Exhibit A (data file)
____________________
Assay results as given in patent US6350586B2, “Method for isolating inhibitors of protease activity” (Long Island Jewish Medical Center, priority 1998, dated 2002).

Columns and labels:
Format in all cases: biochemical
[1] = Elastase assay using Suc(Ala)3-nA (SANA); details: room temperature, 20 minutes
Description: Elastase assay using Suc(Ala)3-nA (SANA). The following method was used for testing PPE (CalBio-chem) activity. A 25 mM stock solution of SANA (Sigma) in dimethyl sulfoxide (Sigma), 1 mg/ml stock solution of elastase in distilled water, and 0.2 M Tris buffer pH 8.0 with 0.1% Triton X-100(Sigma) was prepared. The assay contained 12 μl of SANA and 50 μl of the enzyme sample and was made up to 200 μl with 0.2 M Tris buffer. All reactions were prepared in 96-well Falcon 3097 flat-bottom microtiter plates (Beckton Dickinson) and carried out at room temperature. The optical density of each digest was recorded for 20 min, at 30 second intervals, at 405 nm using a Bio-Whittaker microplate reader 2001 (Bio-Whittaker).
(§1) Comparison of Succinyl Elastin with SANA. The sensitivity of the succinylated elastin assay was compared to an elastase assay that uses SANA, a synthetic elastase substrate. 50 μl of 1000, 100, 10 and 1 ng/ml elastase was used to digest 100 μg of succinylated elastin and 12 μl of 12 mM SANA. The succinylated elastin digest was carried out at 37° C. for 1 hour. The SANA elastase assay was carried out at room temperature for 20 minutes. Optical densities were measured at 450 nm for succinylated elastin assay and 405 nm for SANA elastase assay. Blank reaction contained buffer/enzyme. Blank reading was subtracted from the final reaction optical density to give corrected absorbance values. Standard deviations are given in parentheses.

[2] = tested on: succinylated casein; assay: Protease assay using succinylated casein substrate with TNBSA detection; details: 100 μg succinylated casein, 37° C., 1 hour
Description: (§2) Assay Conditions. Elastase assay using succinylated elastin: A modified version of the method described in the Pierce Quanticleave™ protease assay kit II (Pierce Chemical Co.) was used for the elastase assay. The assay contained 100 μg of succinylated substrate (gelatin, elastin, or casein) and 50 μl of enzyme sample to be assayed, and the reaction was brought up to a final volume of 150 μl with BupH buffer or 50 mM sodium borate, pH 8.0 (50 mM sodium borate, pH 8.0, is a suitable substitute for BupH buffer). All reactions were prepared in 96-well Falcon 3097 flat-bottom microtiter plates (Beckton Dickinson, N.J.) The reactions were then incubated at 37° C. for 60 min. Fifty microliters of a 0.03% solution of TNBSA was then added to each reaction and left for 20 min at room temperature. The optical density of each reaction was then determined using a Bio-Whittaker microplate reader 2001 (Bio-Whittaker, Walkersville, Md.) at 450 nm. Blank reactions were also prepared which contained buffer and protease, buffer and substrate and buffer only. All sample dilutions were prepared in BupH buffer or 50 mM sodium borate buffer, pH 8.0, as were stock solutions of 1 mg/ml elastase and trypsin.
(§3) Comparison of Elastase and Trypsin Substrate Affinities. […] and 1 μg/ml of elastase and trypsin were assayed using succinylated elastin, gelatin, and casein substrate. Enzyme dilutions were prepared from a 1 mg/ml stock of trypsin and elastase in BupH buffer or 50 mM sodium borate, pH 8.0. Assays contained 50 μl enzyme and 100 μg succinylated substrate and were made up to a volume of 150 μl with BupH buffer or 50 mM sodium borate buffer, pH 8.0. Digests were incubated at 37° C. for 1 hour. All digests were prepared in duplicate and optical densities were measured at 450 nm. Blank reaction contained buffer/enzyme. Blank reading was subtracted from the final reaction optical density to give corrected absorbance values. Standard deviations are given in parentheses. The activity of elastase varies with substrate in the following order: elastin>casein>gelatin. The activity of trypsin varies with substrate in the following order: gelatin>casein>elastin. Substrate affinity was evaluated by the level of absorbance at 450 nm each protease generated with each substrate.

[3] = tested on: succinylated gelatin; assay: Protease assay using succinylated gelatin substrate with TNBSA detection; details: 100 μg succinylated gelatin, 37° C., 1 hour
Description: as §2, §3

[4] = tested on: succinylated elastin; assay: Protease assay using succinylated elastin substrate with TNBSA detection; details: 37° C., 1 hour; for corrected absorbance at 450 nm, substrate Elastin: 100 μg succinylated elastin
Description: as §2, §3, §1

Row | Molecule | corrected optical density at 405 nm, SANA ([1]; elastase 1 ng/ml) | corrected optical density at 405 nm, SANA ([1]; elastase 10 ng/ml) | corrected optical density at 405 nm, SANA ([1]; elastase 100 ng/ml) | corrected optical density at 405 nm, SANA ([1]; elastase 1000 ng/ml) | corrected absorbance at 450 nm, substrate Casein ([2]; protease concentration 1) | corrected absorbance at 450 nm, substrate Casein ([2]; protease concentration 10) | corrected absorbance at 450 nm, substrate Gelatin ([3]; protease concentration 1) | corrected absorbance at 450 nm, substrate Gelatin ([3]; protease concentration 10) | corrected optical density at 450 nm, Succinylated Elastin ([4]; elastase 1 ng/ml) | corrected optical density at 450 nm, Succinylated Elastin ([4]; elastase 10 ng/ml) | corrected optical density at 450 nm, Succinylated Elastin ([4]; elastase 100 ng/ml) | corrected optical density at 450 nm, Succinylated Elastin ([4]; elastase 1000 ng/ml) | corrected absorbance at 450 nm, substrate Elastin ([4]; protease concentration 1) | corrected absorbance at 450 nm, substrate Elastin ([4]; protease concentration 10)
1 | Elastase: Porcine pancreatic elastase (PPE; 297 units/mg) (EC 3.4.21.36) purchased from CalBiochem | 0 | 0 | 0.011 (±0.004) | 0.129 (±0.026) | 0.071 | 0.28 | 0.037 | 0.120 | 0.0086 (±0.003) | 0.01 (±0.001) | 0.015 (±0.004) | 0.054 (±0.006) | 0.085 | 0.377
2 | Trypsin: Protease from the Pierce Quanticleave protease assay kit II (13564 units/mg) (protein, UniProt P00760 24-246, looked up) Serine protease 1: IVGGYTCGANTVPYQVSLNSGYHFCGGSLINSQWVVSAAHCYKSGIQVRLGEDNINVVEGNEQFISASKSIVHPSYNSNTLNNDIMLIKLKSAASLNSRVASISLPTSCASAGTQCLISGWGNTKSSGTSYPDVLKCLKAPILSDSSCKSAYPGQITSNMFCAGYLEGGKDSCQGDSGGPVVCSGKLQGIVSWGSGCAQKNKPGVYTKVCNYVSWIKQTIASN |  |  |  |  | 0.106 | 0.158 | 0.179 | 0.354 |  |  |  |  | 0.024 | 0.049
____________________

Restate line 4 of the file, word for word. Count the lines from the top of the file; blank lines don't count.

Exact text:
[1] = Elastase assay using Suc(Ala)3-nA (SANA); details: room temperature, 20 minutes